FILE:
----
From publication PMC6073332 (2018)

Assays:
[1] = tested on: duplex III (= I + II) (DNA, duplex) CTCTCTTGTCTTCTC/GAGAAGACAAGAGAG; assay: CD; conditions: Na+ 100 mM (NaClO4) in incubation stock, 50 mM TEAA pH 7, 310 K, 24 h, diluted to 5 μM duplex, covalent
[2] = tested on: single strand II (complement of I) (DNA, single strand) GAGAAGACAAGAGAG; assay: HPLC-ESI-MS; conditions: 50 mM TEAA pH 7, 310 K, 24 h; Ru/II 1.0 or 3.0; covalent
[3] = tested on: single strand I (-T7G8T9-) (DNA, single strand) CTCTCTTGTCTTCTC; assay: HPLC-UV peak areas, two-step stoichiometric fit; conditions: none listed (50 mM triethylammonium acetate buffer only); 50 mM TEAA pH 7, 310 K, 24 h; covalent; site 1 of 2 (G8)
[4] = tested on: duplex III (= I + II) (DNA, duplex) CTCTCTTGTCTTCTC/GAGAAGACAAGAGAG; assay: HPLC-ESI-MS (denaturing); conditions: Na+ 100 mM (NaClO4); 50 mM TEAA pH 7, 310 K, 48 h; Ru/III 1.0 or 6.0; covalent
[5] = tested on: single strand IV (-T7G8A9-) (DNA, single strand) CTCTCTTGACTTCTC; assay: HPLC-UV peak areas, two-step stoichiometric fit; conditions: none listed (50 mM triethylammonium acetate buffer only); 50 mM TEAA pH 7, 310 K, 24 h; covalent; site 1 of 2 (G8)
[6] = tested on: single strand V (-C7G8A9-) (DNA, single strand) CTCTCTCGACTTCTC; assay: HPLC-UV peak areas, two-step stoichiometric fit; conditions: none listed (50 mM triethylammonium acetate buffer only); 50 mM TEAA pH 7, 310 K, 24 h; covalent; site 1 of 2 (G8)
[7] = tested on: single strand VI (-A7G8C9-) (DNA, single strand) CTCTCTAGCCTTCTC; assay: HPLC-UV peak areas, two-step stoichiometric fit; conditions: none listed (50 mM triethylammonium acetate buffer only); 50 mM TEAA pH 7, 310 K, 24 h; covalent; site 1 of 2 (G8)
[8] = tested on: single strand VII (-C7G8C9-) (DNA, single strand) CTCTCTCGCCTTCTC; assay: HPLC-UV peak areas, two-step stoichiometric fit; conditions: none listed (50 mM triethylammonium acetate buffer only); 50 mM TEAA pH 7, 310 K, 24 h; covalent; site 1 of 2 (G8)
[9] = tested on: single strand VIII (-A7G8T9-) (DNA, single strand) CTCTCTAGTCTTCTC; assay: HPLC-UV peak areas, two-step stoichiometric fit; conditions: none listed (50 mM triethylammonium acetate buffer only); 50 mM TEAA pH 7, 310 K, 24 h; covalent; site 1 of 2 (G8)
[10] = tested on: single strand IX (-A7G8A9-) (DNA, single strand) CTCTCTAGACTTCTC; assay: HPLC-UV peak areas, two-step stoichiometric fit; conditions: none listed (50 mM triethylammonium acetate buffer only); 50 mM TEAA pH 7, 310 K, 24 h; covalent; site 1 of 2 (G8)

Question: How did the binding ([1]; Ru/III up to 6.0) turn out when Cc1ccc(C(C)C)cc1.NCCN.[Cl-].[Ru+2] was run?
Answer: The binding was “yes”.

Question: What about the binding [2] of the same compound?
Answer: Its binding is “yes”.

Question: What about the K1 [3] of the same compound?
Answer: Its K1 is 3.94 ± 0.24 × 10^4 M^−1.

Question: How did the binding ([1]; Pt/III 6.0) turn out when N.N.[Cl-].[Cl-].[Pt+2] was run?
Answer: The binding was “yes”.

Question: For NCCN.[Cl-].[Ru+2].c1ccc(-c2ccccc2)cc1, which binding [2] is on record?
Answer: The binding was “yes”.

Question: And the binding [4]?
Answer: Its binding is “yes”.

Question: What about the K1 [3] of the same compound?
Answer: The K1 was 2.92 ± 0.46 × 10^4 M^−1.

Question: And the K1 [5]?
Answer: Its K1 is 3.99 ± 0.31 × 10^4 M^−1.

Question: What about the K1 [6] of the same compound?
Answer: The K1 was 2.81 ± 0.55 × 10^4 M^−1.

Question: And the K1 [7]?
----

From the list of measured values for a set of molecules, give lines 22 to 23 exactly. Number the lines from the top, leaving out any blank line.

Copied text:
Answer: The binding was “yes”.

Question: And the binding [4]?